A doubled Best Picture field has meant some interesting choices for the Academy this year and could spell a steal for those films considered underdogs leading up to Hollywood's big night. But that doesn't mean all the categories are a lock, even with someone like Meryl Streep racking up her 16th nomination. Read on for our 2010 Oscar predictions.
Will win: Avatar
This cinematical force of nature has been unstoppable since it blasted into theatres in all three available dimensions. Question is, what language will James Cameron default to during his acceptance speech?
Should win: Inglourious Basterds or Precious
Quentin Tarantino shook things up years ago with Reservoir Dogs and Pulp Fiction but may have achieved his most fully realized film with this, well, glorious WWII re-imagining. Though tonally quite different, Precious was another film that left an undeniable impression on its viewers and should be celebrated for its willingness to go to very difficult places.
Will win/Should win: Kathryn Bigelow, The Hurt Locker
I'm as surprised as anyone else that the woman who brought us Point Break would be an Oscar contender but alas, it was the '90s . Here, she presents an assured vision of a bomb squad on the brink in this tense drama that's already netted her a number of awards.
Actor in a Leading Role
Will win/should win: Jeff Bridges, Crazy Heart
The Dude eases into his most memorable role since he donned a bathrobe and a stained t-shirt to play Mr. Lebowski in this film about a washed-up country singer. Pretty much a lock.
Actor in a Supporting Role
Will win/should win: Christoph Waltz, Inglourious Basterds
Most of the time, when a performance is feted to this extent, people tend to doubt the hype and approach the material warily but Waltz deserves all the kudos and more for playing a slimy, opportunistic, though unabashedly gleeful, Nazi colonel.
Actress in a Leading Role
Will win: Sandra Bullock, The Blind Side
Much like Oscar winner Halle Berry, who scored a Razzie for Worst Actress thanks to her turn in 2004's dreadful Catwoman, Bullock has, this year, straddled the line between an Academy-worthy performance and way-way lowbrow fare - All About Steve for which she's been added to the Razzie nomination pool - but despite the, ahem, varied work, common sense says this looks like a win.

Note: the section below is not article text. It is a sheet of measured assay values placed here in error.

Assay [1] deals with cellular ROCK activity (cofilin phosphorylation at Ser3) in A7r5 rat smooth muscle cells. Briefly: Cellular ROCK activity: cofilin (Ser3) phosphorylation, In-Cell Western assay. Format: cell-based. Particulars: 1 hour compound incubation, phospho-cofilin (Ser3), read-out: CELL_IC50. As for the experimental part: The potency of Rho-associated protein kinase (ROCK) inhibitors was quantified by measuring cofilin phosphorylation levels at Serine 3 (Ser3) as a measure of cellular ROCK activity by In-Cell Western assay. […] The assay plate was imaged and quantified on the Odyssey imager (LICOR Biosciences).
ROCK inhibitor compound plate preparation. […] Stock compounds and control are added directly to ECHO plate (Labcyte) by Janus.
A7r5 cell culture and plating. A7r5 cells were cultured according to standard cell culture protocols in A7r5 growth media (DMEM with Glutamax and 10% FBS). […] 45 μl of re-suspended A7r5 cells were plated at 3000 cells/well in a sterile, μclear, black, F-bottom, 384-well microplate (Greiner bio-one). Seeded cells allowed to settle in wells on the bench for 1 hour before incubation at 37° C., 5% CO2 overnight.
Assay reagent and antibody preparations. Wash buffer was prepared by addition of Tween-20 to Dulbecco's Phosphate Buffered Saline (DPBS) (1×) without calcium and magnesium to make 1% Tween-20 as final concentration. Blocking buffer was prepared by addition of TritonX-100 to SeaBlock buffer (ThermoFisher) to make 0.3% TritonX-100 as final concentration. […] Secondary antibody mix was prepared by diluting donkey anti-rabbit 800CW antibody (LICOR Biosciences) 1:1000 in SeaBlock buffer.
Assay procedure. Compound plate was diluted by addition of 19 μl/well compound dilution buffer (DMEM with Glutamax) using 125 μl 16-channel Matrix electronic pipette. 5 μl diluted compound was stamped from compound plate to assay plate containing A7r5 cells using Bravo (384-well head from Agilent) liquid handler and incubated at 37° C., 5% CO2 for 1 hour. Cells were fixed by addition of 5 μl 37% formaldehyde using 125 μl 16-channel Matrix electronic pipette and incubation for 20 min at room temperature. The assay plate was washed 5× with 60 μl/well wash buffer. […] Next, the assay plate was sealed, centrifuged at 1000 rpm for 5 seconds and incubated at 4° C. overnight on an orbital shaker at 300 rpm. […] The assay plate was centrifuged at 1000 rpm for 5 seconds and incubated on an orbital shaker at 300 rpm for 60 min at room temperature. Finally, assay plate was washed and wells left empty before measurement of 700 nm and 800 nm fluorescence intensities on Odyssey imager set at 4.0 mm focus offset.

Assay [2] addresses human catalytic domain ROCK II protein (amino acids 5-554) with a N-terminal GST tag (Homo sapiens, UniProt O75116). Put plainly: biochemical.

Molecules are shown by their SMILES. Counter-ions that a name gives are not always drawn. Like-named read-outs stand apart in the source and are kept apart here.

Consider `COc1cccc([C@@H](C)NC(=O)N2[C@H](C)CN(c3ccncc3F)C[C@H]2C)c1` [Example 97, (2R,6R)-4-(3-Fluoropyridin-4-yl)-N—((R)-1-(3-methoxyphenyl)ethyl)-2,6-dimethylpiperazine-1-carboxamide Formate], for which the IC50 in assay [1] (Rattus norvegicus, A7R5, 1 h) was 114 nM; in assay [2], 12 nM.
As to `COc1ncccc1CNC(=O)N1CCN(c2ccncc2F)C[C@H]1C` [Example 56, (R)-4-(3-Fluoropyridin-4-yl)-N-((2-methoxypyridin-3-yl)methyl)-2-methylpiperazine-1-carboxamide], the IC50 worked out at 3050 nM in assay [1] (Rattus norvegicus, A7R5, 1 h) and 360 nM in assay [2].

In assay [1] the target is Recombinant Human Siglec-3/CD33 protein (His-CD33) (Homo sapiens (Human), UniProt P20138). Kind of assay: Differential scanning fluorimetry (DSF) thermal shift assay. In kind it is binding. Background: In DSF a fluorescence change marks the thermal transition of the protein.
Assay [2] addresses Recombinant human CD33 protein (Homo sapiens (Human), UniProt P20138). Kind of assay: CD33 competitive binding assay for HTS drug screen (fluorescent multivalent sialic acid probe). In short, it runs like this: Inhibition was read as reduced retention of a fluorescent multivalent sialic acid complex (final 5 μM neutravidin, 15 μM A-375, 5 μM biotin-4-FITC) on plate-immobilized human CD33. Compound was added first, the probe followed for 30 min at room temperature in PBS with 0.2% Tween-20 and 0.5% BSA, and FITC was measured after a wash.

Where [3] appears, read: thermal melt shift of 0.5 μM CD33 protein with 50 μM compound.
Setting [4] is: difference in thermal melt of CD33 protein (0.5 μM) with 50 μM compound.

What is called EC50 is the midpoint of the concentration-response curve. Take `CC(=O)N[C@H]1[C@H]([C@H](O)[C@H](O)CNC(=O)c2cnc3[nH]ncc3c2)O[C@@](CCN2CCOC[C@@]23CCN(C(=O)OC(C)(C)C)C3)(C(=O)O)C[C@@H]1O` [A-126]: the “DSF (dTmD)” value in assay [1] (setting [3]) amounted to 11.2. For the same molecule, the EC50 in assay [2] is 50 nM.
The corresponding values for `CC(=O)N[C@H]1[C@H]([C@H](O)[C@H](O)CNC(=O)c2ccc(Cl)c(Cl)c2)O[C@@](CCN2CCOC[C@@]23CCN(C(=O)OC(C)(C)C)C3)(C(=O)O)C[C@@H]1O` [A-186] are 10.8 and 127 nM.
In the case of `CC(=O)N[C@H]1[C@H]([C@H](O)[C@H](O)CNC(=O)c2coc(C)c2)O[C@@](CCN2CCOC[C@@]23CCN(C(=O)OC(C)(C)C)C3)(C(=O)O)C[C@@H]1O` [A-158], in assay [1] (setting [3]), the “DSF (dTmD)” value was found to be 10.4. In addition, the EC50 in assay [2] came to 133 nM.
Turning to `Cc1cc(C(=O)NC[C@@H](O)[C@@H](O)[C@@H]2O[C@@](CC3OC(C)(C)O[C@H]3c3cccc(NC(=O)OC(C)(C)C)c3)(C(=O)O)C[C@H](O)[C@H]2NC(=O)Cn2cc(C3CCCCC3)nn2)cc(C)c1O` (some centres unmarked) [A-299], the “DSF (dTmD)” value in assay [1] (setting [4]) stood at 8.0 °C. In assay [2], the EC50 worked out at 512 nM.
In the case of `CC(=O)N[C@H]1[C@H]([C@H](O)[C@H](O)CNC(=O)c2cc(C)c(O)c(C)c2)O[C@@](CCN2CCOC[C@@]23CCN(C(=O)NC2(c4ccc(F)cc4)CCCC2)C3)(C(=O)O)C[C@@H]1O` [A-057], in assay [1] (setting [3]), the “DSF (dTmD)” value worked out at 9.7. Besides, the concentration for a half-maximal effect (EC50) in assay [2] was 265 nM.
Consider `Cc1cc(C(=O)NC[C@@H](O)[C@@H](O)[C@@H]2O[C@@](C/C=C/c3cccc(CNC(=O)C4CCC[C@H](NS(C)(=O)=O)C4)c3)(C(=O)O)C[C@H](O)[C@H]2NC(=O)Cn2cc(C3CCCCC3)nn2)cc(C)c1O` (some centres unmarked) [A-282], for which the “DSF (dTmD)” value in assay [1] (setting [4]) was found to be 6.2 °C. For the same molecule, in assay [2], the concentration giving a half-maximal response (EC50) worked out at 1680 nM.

Should win: Meryl Streep, Julie and Julie or Gabby Sidibe, Precious
Sure, the first is one of the most talented actors working today and the second scored an Oscar nom for her debut movie role but both are equally deserving when it comes to being trumpeted as the best actress in 2010. Alas, with America's (supposed) Sweetheart in the running, their chances seem slim at best.
Actress in a Supporting Role
Will win/should win: Mo'Nique, Precious
There's growing as an actress and then there's leaving everyone in the theatre scraping their jaws off the ground as you inhabit a monster so grotesque that even visiting that space for a day would likely be traumatic. Mo'Nique disappears into the role of an abusive mother and makes us entirely forget Soul Plane.
Foreign Language Film
Will win: The White Ribbon (Germany)
Full disclosure time: Having somehow not seen any of the films in contention for this category, I don't feel in any sort of informed position to weigh in who should win but when it comes to who will win, Michael Haneke's Golden Globe-winning The White Ribbon seems like an obvious frontrunner, followed closely by France's crime-drama Un prophète.
Animated Feature Film
Will win: Up
It's popular, heartwarming, cute and is brought to you by Disney/Pixar. Done and done.
Should win: Fantastic Mr. Fox
As a firm believer in the singular and lovely off-centre talent of Wes Anderson, his foray into stop-motion, and for a Roald Dahl adaptation no less, made imperfect sense. Not only did he enlist major acting talents in George Clooney and Meryl Streep, the visuals were astounding, forward-looking and sweetly nostalgic at the same time. Lovely.
Writing (Adapted Screenplay)
Will win: Jason Reitman, Sheldon Turner, Up in the Air
After getting kudos early on in the awards race, this Canadian writer-director's recession tale has lost some steam on the way to the finish line and will likely only score a statuette in this category, up against too many heavyweights in its other nominated fields.
Should win: Neill Blomkamp, Terri Tatchell, District 9
Working from a script they wrote for the short Alive in Joburg, Tatchell and Blomkamp find an innovative, effective way to filter their apartheid tale through a sci-fi lens and tell a universal story that was gripping and eye-opening while advanced in its marriage of CGI and live action.
Writing (Original Screenplay)
Will win/should win: Quentin Tarantino, Inglourious Basterds
It doesn't get much more original than a revisionist look at the events in Nazi-occupied France, which result in the crumbling of the Third Reich at the hands of a group of trigger-happy Jewish soldiers intent on revenge most bloody. The film boasts Tarantino calling cards like slyly intersecting storylines and his ear for quote-worthy dialogue and one has a feeling he knows it too when Brad Pitt's character, looking at his latest Nazi disfigurement, bluntly states: "I think this just might be my masterpiece."
Need a refresher? Head here for a full list of Oscar nominees.
Share YOUR Oscar predictions! Is it Avatar all the way or will the Academy Awards be a night of shocks and snubs? Sound off below!